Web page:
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The last time you had dinner with your family was a hard experience. Not because of any intra-family drama (though there’s always a bit of that). No, the source of the difficulty was simple: it was loud, and you couldn’t hear anything. So you didn’t get the details about Judy’s promotion, and you didn’t have a chance to ask about Todd’s new cat. It was irritating. You feel like the room’s acoustics played a big part. But you can’t completely ignore the possibility that maybe your hearing is beginning to go bad.

It isn’t generally recommended to try to self diagnose hearing loss because it usually isn’t possible. But you should pay attention to some early warning signs. When enough of these red flags surface, it’s worth scheduling an appointment to get tested by a hearing professional.

Hearing Loss Has Some Early Warning Signs

Several of the indications of hearing loss are subtle. But you could be experiencing some amount of hearing loss if you find yourself recognizing some of these signs.

Here are a few of the warning signs of hearing loss:

  • Certain sounds seem so loud that they’re intolerable. It’s one of the more unusual early warning signs linked to loss of hearing, but hyperacusis is common enough that you might find yourself experiencing its symptoms. If specific sounds become intolerably loud (especially if the issue doesn’t resolve itself in short order), that could be an early hearing loss symptom.
  • High pitched sounds are hard to hear. Maybe you find your teapot has been whistling for a while without your knowledge. Or maybe the doorbell rings, and you never detect it. Early hearing loss is typically most recognizable in distinct (and often high-pitched) frequencies of sound.
  • It’s suddenly very difficult to comprehend phone calls: People do a lot of texting nowadays, so you might not take as many phone calls as you used to. But if you have the volume turned all the way up on your phone and you’re still having trouble hearing calls, it’s most likely an early warning of hearing loss.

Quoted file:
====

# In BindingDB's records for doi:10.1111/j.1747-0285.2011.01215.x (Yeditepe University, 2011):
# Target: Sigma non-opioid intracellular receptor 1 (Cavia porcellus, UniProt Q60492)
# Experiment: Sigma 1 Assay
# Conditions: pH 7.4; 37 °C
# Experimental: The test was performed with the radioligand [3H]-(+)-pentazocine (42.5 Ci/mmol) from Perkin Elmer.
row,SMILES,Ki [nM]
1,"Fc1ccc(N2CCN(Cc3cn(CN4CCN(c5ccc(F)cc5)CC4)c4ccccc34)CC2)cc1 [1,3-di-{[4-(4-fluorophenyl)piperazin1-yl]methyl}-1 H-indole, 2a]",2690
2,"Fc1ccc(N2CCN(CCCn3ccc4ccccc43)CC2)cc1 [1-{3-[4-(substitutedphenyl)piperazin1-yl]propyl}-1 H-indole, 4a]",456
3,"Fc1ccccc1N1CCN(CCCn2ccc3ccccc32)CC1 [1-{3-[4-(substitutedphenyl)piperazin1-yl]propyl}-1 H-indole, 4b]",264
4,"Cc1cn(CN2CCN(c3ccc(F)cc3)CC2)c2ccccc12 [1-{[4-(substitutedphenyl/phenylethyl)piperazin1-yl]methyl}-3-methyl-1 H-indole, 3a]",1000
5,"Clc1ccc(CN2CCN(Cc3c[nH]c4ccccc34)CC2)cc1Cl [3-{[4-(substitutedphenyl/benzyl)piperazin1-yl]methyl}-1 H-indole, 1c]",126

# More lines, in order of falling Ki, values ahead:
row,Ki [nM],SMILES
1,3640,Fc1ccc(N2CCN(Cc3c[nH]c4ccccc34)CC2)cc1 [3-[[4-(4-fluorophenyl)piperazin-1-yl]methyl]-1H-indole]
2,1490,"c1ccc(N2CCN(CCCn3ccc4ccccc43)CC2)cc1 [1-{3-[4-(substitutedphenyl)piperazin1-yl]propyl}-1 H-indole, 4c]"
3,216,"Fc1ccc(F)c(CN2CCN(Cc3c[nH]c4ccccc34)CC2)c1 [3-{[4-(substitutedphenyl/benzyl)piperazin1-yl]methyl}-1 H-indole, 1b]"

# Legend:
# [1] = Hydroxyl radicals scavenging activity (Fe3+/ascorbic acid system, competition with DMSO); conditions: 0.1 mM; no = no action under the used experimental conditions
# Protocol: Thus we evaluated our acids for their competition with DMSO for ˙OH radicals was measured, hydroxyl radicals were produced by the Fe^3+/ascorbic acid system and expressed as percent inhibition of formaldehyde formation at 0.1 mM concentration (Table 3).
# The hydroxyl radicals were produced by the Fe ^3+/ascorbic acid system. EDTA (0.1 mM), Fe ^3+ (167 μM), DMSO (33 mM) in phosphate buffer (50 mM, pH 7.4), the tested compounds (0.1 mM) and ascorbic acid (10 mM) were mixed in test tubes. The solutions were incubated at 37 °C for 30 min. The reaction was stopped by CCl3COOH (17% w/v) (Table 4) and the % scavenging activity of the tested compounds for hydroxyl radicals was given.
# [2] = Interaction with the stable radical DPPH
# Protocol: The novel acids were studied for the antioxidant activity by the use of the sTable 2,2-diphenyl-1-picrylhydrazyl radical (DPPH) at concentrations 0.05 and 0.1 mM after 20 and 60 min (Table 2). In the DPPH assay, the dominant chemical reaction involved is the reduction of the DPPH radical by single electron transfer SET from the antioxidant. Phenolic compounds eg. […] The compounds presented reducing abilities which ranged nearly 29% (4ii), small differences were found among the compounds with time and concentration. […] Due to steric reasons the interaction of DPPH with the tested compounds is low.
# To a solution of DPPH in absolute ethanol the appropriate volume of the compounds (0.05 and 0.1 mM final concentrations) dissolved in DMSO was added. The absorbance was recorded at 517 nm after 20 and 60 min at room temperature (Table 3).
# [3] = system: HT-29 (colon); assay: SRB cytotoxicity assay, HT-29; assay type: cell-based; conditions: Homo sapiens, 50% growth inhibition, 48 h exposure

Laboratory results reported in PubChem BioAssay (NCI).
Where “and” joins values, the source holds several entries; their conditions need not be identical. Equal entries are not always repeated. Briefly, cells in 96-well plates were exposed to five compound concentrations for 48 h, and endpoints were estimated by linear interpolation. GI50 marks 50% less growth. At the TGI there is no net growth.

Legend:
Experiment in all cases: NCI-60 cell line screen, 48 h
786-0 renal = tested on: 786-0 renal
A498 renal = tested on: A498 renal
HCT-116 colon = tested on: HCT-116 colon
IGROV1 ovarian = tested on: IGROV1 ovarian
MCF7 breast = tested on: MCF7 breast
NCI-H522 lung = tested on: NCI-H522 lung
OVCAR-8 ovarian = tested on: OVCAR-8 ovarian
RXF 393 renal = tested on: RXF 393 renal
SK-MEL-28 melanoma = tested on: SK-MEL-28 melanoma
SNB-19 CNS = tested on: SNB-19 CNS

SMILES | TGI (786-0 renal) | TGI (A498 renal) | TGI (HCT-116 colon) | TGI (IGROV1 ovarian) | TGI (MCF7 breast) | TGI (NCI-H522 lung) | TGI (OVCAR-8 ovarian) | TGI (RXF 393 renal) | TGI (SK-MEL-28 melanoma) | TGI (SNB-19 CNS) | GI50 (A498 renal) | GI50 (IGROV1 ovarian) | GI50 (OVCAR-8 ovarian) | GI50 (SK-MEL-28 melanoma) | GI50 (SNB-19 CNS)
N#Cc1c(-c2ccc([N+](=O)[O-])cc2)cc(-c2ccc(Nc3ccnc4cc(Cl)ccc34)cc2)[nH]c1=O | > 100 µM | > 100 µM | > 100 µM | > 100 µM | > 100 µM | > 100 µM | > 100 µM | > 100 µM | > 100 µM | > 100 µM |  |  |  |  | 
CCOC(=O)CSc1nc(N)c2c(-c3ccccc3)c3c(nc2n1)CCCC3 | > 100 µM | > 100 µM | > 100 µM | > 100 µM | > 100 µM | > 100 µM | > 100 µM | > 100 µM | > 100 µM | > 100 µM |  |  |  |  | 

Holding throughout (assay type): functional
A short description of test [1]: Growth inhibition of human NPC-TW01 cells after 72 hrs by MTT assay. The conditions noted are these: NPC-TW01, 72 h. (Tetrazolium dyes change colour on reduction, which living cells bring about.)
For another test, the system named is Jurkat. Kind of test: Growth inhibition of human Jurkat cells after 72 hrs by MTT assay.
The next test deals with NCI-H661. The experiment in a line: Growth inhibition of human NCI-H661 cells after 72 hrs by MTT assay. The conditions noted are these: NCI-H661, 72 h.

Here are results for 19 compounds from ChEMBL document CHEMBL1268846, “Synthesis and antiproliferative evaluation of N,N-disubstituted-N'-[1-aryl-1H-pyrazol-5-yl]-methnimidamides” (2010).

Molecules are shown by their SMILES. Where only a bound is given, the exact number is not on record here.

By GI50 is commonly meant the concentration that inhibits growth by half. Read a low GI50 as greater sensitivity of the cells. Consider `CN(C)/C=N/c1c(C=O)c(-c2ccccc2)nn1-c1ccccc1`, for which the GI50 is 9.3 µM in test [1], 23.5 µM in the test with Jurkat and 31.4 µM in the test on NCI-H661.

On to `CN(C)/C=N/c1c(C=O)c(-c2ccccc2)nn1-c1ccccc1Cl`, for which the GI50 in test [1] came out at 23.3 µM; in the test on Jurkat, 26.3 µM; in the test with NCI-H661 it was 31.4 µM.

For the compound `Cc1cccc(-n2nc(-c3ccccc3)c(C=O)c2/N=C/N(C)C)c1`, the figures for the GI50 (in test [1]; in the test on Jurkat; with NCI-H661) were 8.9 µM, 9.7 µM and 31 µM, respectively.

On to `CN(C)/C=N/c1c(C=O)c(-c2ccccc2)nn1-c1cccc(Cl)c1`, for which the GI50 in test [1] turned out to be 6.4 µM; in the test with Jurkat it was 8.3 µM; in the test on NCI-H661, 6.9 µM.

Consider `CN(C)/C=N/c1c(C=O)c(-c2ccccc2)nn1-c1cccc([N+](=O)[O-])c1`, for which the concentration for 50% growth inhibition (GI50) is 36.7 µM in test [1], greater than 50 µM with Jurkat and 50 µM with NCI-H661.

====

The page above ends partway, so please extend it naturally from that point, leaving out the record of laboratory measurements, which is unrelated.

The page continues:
• Someone makes you aware that you keep turning the volume up. Maybe the volume on your phone keeps getting louder and louder. Maybe it’s your TV that’s at max volume. Usually, you’re not the one that notices the loud volume, it’s your kids, maybe your neighbor, or your friends.
  • There’s a ringing in your ears: Ringing in your ears is called tinnitus (and, technically, tinnitus can be other sounds too: screeching, buzzing, humming, thumping, and so on). Tinnitus is frequently an early warning sign of hearing loss, but not always so if you have a ringing in your ears, a hearing exam is probably in order.
  • You often need people to repeat what they said. If you find yourself continually asking people to speak up, repeat what they said, or slow down when they speak, this is particularly true. Sometimes, you may not even recognize how frequently this is happening and you may miss this red flag.
  • You have a difficult time making out conversations in a noisy or crowded place. In the “family dinner” example above, this specific thing happened and it’s definitely an early warning sign.
  • Certain words seem harder to hear than others. When consonants become hard to differentiate this red flag should go up. The th- and sh- sounds are very commonly muffled. At times, it’s the s- and f-sounds or p- and t-sounds that become conflated.
  • It’s Time to Get a Hearing Exam

    You still can’t be certain whether you’re confronting hearing loss even if you are experiencing some of these early warning signs. You will need to get a hearing exam to know for sure.

    You could very well be experiencing some amount of hearing loss even if you’re only noticing one of these early warning signs. What level of hearing impairment you might be dealing with can only be determined with a hearing assessment. Then it will become more evident what needs to be done about it.

    This will make your next family gathering a lot smoother and more enjoyable.

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